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Finasteride-induced prostatic involution by apoptosis in dogs with benign prostatic hypertrophy

Kaitkanoke SirinarumitrDepartment of Small Animal Clinical Sciences, College of Veterinary Medicine, University of Minnesota, St. Paul, MN 55108.
Present address is Department of Obstetrics, Gynaecology and Animal Reproduction, Faculty of Veterinary Medicine, Kasetsart University, Bangkok 10903, Thailand.

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Theerapol SirinarumitrDepartment of Pathology, Faculty of Veterinary Medicine, Kasetsart University, Bangkok 10903, Thailand.

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Shirley D. JohnstonDepartment of Small Animal Clinical Sciences, College of Veterinary Medicine, University of Minnesota, St. Paul, MN 55108.
Present address is College of Veterinary Medicine, Western University of Health Sciences, Pomona, CA 91766-1854.

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Dipak K. SarkarDepartment of Clinical Sciences, College of Veterinary Medicine, Washington State University, Pullman, WA 99164.
Present address is Endocrinology Program, Cook College, Rutgers, The State University of New Jersey, New Brunswick, NJ 08901-8525.

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Margaret V. Root KustritzDepartment of Small Animal Clinical Sciences, College of Veterinary Medicine, University of Minnesota, St. Paul, MN 55108.

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Abstract

Objective—To determine the effect of finasteride on programmed cell death (apoptosis) of prostatic cells during prostatic involution in dogs with benign prostatic hypertrophy (BPH).

Animals—9 dogs with BPH.

Procedure—Dogs were randomly assigned to treatment or control groups. Treatment dogs (n = 5) were administered finasteride (0.1 to 0.5 mg/kg, PO, q 24 h) for 16 weeks, whereas the 4 control dogs were administered an inert compound. Prostatic cells from the prostatic fluid portion of the ejaculate of treatment and control dogs were obtained before and 1, 2, 3, 4, 8, and 16 weeks after initiation of treatment. Cells were concentrated by use of centrifugation. Prostatic cells were examined for indications of apoptosis by use of a terminal deoxyribonucleotidyl transferase- mediated deoxyuracil triphosphate nick-end labeling technique. After receiving the inert compound for 16 weeks, the 4 control dogs were administered finasteride for 16 weeks, and evaluations were repeated.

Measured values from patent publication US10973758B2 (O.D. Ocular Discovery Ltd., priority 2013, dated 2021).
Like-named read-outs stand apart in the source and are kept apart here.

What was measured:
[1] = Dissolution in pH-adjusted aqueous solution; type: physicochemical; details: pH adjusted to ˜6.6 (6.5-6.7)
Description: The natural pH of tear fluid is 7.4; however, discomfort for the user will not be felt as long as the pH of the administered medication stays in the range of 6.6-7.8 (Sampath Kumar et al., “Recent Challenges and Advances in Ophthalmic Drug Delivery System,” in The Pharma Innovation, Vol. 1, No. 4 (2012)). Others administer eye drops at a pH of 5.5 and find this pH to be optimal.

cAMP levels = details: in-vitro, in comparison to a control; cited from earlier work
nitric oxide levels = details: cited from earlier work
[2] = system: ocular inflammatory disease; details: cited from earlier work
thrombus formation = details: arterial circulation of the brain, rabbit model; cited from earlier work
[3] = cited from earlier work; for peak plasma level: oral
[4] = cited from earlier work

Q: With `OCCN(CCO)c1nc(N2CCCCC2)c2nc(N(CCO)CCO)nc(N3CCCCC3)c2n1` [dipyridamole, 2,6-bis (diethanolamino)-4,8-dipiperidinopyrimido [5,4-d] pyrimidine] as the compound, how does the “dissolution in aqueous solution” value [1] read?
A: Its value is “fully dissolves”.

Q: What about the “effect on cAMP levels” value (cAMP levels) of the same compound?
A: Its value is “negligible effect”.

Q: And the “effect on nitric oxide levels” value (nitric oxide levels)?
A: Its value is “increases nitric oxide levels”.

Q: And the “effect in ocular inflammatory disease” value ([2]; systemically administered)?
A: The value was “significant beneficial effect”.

Results—Percentage of apoptotic prostatic cells in ejaculated prostatic fluid of treatment dogs increased significantly (from 9% before treatment to 33, 31, 26, and 27% after 1, 2, 3, and 8 weeks of treatment, respectively). There was no significant change in percentage of apoptotic prostatic cells in the ejaculated prostatic fluid of control dogs.

Conclusions and Clinical Relevance—Finasterideinduced prostatic involution appears to be via apoptosis in dogs with BPH. Finasteride treatment of dogs with BPH causes prostatic involution by apoptosis rather than necrosis. (Am J Vet Res 2002;63:495–498)

Abstract

Objective—To determine the effect of finasteride on programmed cell death (apoptosis) of prostatic cells during prostatic involution in dogs with benign prostatic hypertrophy (BPH).

Animals—9 dogs with BPH.

Procedure—Dogs were randomly assigned to treatment or control groups. Treatment dogs (n = 5) were administered finasteride (0.1 to 0.5 mg/kg, PO, q 24 h) for 16 weeks, whereas the 4 control dogs were administered an inert compound. Prostatic cells from the prostatic fluid portion of the ejaculate of treatment and control dogs were obtained before and 1, 2, 3, 4, 8, and 16 weeks after initiation of treatment. Cells were concentrated by use of centrifugation. Prostatic cells were examined for indications of apoptosis by use of a terminal deoxyribonucleotidyl transferase- mediated deoxyuracil triphosphate nick-end labeling technique. After receiving the inert compound for 16 weeks, the 4 control dogs were administered finasteride for 16 weeks, and evaluations were repeated.

Results—Percentage of apoptotic prostatic cells in ejaculated prostatic fluid of treatment dogs increased significantly (from 9% before treatment to 33, 31, 26, and 27% after 1, 2, 3, and 8 weeks of treatment, respectively). There was no significant change in percentage of apoptotic prostatic cells in the ejaculated prostatic fluid of control dogs.

Conclusions and Clinical Relevance—Finasterideinduced prostatic involution appears to be via apoptosis in dogs with BPH. Finasteride treatment of dogs with BPH causes prostatic involution by apoptosis rather than necrosis. (Am J Vet Res 2002;63:495–498)